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Tectonic Plates on Other Planets?

Ganymede, a moon on Jupiter

Q: Are there tectonic plates on any other planets in our solar system, and if so, is there evidence of movement?

From Ms Judy Judd (October 2009)

Reply by Dr Joe McCall

This is a very topical question as Professor S.R.Taylor and S.R.McLennan have bravely issued a book on 'Planetary Crusts' (Cambridge UP 2008), which I have reviewed in Geoscientist 19 (9). Their conclusion was that no other planet in the solar system nor our Moon ever experienced plate tectonics. They are all uniplate planets.

Mercury we know rather little about, no lander has ever been sent there, and the nature of the rocks is unknown: its extraordinary large density makes it anomalous; there is nothing in the imagery obtained by probes tha suggests plate tectonics, though it is now known, from imagery of greater detail to have volcanic features. Venus, has lately been suggested as having once had continents, plate tectonics and oceans, on the basis of infrared spectrometry and heat measurements on the southern highhlands (see Geonews item in the forthcoming January issue of Geoscientist), but this appears to be far-fetched, as it lost its hydrogen early because it has no magnetic shield and is bone dry, and water is essential for plate tectonics to operate. It also has a very low speed of rotation (1 V day = 243 E days) and this would inhibit an Earth-like dynamo in the liquid-solid metal core (though the rotation might have been faster in the past). The Moon certainly has never experienced plate tectonics. Mars is small, very cold and comparatively dry, and what water was there was almost certainly driven underground: I do not believe in the idea of big surface oceans on Mars, though some do! It has revealed a pattern of magnetic stripes, indicating a single reversal of polarity, and this has been seized on to suppose early plate tectonics, but this ignores the fact that that there is no evidence of continents ever existing there, and plate tectonics is initiated by a split in a supercontinent, ridge basaltic volcanism and spreading coupled with mantle convection. I have argued that in no way can these stripes reflect plate tectonics.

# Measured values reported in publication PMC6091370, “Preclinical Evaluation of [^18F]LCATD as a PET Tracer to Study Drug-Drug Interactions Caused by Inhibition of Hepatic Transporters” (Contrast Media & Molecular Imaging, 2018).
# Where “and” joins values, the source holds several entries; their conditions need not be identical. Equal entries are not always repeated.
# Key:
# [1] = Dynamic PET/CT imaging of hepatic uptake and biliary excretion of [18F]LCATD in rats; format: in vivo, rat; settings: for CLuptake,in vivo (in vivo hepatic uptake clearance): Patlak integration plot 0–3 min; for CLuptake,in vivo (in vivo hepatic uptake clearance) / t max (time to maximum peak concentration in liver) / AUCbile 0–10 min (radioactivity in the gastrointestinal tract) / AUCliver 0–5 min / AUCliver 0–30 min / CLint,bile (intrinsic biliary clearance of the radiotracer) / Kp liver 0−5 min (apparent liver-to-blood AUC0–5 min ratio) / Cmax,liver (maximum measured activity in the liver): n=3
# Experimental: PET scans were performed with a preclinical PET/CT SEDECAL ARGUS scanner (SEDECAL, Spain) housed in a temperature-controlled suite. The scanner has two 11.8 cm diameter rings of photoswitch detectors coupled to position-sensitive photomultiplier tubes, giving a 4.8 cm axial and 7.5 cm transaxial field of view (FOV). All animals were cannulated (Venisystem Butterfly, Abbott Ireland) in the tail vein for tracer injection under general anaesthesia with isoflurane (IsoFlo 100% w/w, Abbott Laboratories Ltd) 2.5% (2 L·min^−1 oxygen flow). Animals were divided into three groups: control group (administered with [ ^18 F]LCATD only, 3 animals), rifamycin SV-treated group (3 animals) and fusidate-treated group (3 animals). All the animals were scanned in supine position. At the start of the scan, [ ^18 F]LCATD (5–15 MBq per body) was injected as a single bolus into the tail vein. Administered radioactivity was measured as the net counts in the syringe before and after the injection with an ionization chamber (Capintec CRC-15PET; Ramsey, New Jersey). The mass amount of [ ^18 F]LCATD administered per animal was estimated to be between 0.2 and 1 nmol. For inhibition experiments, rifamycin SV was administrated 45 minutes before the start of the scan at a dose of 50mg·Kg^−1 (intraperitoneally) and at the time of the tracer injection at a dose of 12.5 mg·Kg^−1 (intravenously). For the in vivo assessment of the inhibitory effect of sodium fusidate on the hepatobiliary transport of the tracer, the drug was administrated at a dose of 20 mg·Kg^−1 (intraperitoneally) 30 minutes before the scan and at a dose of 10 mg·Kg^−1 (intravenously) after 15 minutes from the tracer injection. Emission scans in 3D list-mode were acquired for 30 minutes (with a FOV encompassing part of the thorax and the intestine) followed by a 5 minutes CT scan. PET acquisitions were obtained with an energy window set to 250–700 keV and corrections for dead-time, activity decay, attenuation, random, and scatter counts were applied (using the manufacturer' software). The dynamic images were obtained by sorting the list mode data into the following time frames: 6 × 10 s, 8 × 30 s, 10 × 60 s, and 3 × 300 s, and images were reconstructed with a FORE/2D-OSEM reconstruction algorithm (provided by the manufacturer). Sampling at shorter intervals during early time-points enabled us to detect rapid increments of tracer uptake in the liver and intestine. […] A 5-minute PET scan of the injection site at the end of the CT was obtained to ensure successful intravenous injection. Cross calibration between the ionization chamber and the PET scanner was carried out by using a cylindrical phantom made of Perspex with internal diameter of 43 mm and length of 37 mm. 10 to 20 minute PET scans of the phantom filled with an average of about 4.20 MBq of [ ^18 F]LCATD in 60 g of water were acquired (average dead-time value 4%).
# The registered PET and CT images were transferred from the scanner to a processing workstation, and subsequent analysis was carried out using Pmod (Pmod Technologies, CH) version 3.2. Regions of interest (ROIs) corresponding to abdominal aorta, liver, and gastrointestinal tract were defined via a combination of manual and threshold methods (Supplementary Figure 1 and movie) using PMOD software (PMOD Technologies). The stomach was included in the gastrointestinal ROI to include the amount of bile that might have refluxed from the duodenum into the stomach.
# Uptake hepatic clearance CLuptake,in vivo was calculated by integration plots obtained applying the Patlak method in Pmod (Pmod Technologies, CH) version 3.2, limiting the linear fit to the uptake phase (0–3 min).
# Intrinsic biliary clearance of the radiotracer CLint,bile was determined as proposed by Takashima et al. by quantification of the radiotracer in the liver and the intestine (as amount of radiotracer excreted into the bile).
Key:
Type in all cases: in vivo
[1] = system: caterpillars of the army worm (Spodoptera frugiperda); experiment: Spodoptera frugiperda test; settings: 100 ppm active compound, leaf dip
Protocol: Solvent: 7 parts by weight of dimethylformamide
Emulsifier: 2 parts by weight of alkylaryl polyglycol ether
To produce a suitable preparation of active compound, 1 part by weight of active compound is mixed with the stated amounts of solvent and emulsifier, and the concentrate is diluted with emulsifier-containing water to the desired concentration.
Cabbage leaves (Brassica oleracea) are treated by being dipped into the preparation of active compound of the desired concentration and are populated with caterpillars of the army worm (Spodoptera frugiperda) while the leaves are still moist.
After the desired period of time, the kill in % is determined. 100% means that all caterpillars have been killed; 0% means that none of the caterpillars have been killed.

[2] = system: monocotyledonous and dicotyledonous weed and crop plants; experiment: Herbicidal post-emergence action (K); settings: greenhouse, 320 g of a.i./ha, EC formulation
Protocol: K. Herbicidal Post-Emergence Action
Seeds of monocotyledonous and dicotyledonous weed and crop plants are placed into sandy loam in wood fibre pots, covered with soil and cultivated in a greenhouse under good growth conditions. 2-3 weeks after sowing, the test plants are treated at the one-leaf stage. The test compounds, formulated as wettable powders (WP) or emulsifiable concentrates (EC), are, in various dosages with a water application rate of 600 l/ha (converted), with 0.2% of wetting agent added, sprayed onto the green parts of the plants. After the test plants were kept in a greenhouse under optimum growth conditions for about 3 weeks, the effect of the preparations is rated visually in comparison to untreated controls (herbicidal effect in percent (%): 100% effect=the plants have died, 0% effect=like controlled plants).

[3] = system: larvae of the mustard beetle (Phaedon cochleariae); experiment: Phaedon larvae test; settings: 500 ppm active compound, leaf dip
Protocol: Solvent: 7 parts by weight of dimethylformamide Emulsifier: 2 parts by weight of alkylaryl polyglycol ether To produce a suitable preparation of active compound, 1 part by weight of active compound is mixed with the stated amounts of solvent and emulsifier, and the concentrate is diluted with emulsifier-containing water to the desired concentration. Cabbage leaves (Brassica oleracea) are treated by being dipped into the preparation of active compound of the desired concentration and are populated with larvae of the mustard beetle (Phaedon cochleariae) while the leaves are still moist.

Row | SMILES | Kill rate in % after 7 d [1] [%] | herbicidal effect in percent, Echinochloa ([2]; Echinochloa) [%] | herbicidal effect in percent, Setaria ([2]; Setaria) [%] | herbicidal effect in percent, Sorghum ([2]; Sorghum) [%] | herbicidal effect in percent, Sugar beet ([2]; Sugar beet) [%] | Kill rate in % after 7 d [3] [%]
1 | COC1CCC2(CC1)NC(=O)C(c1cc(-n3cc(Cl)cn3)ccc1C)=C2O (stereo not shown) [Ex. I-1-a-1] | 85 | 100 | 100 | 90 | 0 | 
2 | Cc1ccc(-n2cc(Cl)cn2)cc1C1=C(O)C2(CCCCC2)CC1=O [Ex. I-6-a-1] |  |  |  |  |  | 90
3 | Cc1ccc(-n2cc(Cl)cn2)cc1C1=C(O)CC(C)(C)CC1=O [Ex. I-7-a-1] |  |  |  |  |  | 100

On the gas giants Jupiter and Saturn, and the ice giants Uranus and Neptune, there is no evidence of plate tectonics and the question hardly arises? I have in an article in the press suggested that plate tectonics on the Earth did not initiate until the end of the Archaean ~2500 Myr ago. The Earth likely was a uniplate planet up to that time, with a sialic (continental) crust and only shallow oceans, the site of greenstone belt eruptivity, dating back possibly to beyond 4000 myr. The delay in the appearance of plate tectonics was I believe because the crust had not cooled enough for the separation to occur on very deep fractures, ridges to form and the pieces of the continental crust to tear apart and move horizontally coupled with the mantle convection. There were no deep oceans before ~2500 Myr? I have worked on both the Archaean rocks and a major plate convergence zone in Iran, hence my interest in the question.